All mentioned currencies have their own characteristics and personalities. The US dollar, euro, and Japanese yen are major reserve currencies held by central banks around the world, but the Japanese yen (and US dollar to some extent) are also safe-haven currencies that rise in value in times of political and economic turmoil in the world. On the other hand, currencies like the Canadian dollar, Australian dollar, New Zealand dollar, and Norwegian krone are also called commodity-linked currencies, as they heavily depend on the price of commodities such as oil and copper.
Options trading can be very complex. It may utilize multiple conditions and market prices change almost constantly during the trading day, or 24 hours per day in some markets. This makes options trading very risky compared to long-term investments in mutual funds, ETFs, or even many stocks. We recommend only getting involved with options trading if you understand what you’re doing and can tolerate the risks involved.
Risk warning: Trading Forex (foreign exchange) or CFDs (contracts for difference) on margin carries a high level of risk and may not be suitable for all investors. There is a possibility that you may sustain a loss equal to or greater than your entire investment. Therefore, you should not invest or risk money that you cannot afford to lose. Before using Admiral Markets UK Ltd, Admiral Markets AS or Admiral Markets Cyprus Ltd services, please acknowledge all of the risks associated with trading.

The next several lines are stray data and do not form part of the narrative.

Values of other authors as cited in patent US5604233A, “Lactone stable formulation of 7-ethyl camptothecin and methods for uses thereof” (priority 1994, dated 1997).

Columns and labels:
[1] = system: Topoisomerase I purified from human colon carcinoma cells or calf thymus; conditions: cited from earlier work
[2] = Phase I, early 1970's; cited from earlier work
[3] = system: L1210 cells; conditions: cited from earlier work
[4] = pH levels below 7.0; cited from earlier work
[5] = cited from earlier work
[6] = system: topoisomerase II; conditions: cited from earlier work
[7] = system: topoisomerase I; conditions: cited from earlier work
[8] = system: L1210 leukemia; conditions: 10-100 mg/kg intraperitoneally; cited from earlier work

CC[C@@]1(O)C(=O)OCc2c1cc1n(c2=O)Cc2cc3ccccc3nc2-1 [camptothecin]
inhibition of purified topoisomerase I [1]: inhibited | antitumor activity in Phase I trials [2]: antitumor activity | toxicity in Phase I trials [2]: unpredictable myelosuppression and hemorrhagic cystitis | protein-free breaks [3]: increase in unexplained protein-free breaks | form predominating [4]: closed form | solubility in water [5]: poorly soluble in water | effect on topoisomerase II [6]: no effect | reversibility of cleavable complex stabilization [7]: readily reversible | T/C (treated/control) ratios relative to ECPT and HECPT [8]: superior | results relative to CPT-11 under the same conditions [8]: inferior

Reward/risk: In this example, the trader breaks even at $19 per share, or the strike price minus the $1 premium received. Below $19, the trader would lose money, as the stock would lose money, more than offsetting the $1 premium. At exactly $20, the trader would keep the full premium and hang onto the stock, too. Above $20, the gain is capped at $100. While the short call loses $100 for every dollar increase above $20, it’s totally offset by the stock’s gain, leaving the trader with the initial $100 premium received as the total profit.
Suppose a trader buys 1,000 shares of BP (BP) at $44 per share and simultaneously writes 10 call options (one contract for every 100 shares) with a strike price of $46 expiring in one month, at a cost of $0.25 per share, or $25 per contract and $250 total for the 10 contracts. The $0.25 premium reduces the cost basis on the shares to $43.75, so any drop in the underlying down to this point will be offset by the premium received from the option position, thus offering limited downside protection.
The smallest lot that is on offer by a vast number of brokers is called a Micro lot. It equals 1000 units of a currency. So if we are taking into account, for example, EUR, that micro lot will be equivalent to 1000 EUR. A 2 pip, in this case, would be worth 20 cents. It is suggested if you are new to Forex trading, that you use this type of lots. If you have more capital to invest, then Mini lot would be a far better way to make a profit. Let’s say you have a dollar-based account and are trading a dollar-based currency pair. In this instance, 1 pip is equivalent to $1. Since the market fluctuates, and pips can skyrocket or plunge, profits or losses can be far greater.
Most retail investors should spend time investigating a forex dealer to find out whether it is regulated in the U.S. or the U.K. (dealers in the U.S. and U.K. have more oversight) or in a country with lax rules and oversight. It is also a good idea to find out what kind of account protections are available in case of a market crisis, or if a dealer becomes insolvent.
Margin – To be able to trade on leverage, you need to put a small part of your trading account aside as collateral for the leveraged trade. Don’t worry, your broker does everything automatically for you. The margin will be returned to your trading account once you close your leveraged trade or it hits its exit price. The following table shows the required margin to open a trade, based on the used leverage ratio. For example, a leverage of 100:1 requires a margin of 1%.